The Australian Consumer Law (ACL) is the principal consumer protection law in Australia. It is a single, national law which applies in the same way nationally and in each State and Territory.
It is contained in Schedule 2 to the Competition and Consumer Act 2010 (Cth) (CCA) and is applied as a law of the Commonwealth. ACL is also applied as a law of its jurisdiction in each State and Territory so that the same provisions apply across Australia.
ACL came into force on 1 January 2011 and replaced the Trade Practices Act 1974 and previous Commonwealth, state and territory consumer protection legislation. For transactions that occurred prior to 1 January 2011, the previous national, State and Territory consumer laws continue to apply.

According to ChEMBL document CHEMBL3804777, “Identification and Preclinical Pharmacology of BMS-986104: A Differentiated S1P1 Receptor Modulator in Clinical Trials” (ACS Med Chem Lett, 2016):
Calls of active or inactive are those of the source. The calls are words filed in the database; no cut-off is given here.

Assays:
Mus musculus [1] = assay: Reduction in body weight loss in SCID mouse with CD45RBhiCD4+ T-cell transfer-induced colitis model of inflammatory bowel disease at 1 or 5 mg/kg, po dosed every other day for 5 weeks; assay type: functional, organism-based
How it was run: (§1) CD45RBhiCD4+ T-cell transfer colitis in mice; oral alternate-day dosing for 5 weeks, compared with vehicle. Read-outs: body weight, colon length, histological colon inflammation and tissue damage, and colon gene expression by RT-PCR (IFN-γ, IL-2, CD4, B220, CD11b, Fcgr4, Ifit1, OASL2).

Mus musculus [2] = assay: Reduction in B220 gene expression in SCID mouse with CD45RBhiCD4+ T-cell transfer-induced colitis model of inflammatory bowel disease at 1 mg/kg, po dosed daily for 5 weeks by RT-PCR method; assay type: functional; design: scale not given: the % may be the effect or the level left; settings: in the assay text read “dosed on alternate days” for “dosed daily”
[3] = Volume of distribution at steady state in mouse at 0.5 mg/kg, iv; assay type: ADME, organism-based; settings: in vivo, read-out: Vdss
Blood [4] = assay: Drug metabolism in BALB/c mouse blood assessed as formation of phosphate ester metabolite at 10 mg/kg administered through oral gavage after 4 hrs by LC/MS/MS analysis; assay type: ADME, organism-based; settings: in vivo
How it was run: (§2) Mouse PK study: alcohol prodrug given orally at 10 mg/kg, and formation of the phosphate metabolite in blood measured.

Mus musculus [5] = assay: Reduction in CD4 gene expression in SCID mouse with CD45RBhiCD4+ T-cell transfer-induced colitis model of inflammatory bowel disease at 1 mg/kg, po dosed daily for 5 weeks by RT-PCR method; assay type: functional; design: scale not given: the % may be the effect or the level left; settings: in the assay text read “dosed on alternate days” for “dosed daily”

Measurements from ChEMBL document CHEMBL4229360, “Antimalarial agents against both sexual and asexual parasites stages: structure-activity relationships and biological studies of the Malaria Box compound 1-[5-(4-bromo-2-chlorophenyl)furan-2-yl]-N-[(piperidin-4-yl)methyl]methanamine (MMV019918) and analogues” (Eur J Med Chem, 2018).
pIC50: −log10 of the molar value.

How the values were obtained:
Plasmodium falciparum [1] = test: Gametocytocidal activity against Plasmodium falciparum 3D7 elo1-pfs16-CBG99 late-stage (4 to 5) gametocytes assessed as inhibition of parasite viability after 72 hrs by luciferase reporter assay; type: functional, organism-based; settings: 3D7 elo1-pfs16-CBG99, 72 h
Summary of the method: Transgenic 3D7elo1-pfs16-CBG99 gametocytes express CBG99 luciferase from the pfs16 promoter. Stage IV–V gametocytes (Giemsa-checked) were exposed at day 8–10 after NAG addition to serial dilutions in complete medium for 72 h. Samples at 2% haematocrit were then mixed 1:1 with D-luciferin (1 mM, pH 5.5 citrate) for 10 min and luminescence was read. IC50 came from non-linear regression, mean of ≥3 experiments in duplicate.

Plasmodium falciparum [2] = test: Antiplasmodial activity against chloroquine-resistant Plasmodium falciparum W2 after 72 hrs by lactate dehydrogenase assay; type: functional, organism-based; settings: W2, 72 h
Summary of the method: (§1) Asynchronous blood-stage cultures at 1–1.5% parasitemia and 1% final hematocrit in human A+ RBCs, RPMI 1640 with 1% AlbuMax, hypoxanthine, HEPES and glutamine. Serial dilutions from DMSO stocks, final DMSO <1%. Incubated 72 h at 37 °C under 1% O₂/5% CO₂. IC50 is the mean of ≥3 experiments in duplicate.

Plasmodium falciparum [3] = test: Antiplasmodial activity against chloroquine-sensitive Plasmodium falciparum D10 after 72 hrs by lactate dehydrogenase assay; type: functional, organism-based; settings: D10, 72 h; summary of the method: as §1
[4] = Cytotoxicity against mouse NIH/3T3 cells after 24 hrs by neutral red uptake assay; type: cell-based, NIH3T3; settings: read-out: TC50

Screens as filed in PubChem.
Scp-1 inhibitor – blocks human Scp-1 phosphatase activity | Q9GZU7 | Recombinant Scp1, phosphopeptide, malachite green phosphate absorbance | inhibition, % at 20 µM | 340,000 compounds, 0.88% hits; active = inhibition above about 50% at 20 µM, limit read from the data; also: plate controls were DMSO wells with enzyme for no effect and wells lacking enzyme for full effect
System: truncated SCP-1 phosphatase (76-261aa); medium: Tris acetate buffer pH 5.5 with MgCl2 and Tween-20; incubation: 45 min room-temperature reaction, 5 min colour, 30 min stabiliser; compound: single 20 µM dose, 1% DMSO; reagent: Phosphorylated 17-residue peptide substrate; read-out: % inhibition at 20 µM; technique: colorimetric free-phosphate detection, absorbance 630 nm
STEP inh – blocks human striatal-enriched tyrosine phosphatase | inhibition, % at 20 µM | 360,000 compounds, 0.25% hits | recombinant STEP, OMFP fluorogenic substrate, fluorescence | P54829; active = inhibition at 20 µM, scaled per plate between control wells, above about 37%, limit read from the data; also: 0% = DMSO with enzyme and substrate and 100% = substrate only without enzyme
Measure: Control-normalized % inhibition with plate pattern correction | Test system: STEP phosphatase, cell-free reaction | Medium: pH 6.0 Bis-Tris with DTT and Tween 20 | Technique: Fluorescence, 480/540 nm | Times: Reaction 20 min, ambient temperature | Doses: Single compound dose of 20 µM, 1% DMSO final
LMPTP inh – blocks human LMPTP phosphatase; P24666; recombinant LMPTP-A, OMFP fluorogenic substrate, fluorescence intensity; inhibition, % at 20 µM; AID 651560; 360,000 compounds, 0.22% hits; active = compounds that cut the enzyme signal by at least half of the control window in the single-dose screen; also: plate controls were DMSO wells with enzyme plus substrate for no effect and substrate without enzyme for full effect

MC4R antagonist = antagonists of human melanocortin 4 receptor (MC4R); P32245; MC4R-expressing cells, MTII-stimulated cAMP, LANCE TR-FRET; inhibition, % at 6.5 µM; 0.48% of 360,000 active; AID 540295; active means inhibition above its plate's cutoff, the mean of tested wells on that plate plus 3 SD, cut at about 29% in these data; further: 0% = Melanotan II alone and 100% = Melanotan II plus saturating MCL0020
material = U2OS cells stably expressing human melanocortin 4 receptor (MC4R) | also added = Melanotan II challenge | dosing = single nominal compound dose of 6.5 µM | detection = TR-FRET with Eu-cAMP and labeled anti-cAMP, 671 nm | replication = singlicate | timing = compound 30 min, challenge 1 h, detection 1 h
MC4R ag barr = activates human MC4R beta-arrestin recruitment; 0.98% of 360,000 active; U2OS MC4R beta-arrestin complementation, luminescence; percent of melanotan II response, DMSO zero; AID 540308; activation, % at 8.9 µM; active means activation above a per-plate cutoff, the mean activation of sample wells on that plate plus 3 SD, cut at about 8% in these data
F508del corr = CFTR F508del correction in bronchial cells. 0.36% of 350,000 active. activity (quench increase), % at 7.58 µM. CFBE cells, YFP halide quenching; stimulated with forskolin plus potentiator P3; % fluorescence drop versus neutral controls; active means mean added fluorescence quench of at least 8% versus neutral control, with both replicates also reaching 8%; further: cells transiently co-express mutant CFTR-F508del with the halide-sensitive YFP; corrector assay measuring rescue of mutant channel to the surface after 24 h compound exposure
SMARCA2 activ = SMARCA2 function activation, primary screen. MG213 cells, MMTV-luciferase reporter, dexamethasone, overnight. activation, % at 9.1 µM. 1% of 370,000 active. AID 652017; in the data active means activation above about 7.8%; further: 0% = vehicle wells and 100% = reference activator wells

Under ACL, consumers have the same protections and expectations about business conduct wherever they are in Australia. Similarly, businesses have the same obligations and responsibilities wherever they operate in Australia.
ACL covers general standards of business conduct, prohibits unfair trading practices, regulates specific types of business-to-consumer transactions, provides basic consumer guarantees for goods and services, and regulates the safety of consumer products and product-related services.
- Snapshot of Australian Consumer Law (ACL)
- General and specific protections under ACL
- Insurer compliance
- Case studies